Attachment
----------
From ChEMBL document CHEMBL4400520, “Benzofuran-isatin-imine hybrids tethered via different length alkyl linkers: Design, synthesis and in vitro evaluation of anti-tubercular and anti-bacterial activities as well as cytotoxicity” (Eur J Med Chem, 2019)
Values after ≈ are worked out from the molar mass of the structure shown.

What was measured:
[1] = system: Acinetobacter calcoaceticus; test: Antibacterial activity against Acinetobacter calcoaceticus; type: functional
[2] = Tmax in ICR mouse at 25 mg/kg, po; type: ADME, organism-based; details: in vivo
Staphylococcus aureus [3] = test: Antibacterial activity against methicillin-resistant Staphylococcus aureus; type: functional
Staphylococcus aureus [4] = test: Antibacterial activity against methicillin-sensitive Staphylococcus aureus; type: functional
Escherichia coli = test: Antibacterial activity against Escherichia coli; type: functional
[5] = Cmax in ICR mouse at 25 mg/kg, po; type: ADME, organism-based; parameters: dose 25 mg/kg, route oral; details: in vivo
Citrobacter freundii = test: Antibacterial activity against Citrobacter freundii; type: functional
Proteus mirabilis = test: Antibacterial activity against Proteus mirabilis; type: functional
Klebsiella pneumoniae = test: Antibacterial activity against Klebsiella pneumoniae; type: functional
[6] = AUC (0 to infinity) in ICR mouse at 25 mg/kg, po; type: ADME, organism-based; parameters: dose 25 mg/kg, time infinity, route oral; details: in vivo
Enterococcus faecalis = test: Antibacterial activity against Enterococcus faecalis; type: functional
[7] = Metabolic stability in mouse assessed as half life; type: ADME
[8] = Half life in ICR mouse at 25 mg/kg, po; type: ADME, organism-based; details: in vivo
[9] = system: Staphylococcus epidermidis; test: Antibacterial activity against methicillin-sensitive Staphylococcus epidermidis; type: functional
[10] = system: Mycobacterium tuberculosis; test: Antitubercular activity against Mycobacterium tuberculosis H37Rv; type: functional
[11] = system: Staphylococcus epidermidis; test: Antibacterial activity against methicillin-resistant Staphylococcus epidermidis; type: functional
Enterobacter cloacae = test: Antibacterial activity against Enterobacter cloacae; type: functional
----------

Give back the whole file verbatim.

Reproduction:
From ChEMBL document CHEMBL4400520, “Benzofuran-isatin-imine hybrids tethered via different length alkyl linkers: Design, synthesis and in vitro evaluation of anti-tubercular and anti-bacterial activities as well as cytotoxicity” (Eur J Med Chem, 2019)
Values after ≈ are worked out from the molar mass of the structure shown.

What was measured:
[1] = system: Acinetobacter calcoaceticus; test: Antibacterial activity against Acinetobacter calcoaceticus; type: functional
[2] = Tmax in ICR mouse at 25 mg/kg, po; type: ADME, organism-based; details: in vivo
Staphylococcus aureus [3] = test: Antibacterial activity against methicillin-resistant Staphylococcus aureus; type: functional
Staphylococcus aureus [4] = test: Antibacterial activity against methicillin-sensitive Staphylococcus aureus; type: functional
Escherichia coli = test: Antibacterial activity against Escherichia coli; type: functional
[5] = Cmax in ICR mouse at 25 mg/kg, po; type: ADME, organism-based; parameters: dose 25 mg/kg, route oral; details: in vivo
Citrobacter freundii = test: Antibacterial activity against Citrobacter freundii; type: functional
Proteus mirabilis = test: Antibacterial activity against Proteus mirabilis; type: functional
Klebsiella pneumoniae = test: Antibacterial activity against Klebsiella pneumoniae; type: functional
[6] = AUC (0 to infinity) in ICR mouse at 25 mg/kg, po; type: ADME, organism-based; parameters: dose 25 mg/kg, time infinity, route oral; details: in vivo
Enterococcus faecalis = test: Antibacterial activity against Enterococcus faecalis; type: functional
[7] = Metabolic stability in mouse assessed as half life; type: ADME
[8] = Half life in ICR mouse at 25 mg/kg, po; type: ADME, organism-based; details: in vivo
[9] = system: Staphylococcus epidermidis; test: Antibacterial activity against methicillin-sensitive Staphylococcus epidermidis; type: functional
[10] = system: Mycobacterium tuberculosis; test: Antitubercular activity against Mycobacterium tuberculosis H37Rv; type: functional
[11] = system: Staphylococcus epidermidis; test: Antibacterial activity against methicillin-resistant Staphylococcus epidermidis; type: functional
Enterobacter cloacae = test: Antibacterial activity against Enterobacter cloacae; type: functional